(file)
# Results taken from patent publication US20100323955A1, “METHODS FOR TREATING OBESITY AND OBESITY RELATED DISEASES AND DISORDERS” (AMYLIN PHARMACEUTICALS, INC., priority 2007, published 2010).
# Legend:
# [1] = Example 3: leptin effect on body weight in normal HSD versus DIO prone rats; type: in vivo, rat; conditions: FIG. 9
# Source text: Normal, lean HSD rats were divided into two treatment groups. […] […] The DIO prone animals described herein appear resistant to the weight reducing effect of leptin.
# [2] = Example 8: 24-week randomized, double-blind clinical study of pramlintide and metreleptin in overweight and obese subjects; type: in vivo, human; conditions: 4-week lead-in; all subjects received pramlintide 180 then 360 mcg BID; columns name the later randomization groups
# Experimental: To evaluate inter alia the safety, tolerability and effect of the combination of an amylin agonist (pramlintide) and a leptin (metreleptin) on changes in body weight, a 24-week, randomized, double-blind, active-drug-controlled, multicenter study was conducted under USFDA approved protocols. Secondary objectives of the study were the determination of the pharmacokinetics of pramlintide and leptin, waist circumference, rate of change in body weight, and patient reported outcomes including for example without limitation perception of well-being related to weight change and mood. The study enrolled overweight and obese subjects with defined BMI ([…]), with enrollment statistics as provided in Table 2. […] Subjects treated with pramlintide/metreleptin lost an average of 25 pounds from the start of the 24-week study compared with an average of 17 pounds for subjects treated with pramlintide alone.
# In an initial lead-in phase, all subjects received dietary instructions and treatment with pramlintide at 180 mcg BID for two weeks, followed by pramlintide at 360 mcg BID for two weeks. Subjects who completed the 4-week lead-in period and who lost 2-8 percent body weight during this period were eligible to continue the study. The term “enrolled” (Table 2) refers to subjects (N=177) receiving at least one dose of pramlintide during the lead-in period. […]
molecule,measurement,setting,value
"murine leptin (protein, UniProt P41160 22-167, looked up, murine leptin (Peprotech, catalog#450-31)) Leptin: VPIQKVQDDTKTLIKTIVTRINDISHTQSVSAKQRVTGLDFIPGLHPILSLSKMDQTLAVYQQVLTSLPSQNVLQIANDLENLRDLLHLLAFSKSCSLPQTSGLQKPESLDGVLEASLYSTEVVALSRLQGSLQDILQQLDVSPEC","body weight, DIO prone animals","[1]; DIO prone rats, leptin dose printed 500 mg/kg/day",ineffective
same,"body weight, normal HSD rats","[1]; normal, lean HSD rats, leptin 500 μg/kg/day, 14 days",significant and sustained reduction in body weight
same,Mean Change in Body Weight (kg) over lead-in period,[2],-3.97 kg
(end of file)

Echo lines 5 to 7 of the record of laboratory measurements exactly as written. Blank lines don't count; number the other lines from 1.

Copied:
# [2] = Example 8: 24-week randomized, double-blind clinical study of pramlintide and metreleptin in overweight and obese subjects; type: in vivo, human; conditions: 4-week lead-in; all subjects received pramlintide 180 then 360 mcg BID; columns name the later randomization groups
# Experimental: To evaluate inter alia the safety, tolerability and effect of the combination of an amylin agonist (pramlintide) and a leptin (metreleptin) on changes in body weight, a 24-week, randomized, double-blind, active-drug-controlled, multicenter study was conducted under USFDA approved protocols. Secondary objectives of the study were the determination of the pharmacokinetics of pramlintide and leptin, waist circumference, rate of change in body weight, and patient reported outcomes including for example without limitation perception of well-being related to weight change and mood. The study enrolled overweight and obese subjects with defined BMI ([…]), with enrollment statistics as provided in Table 2. […] Subjects treated with pramlintide/metreleptin lost an average of 25 pounds from the start of the 24-week study compared with an average of 17 pounds for subjects treated with pramlintide alone.
# In an initial lead-in phase, all subjects received dietary instructions and treatment with pramlintide at 180 mcg BID for two weeks, followed by pramlintide at 360 mcg BID for two weeks. Subjects who completed the 4-week lead-in period and who lost 2-8 percent body weight during this period were eligible to continue the study. The term “enrolled” (Table 2) refers to subjects (N=177) receiving at least one dose of pramlintide during the lead-in period. […]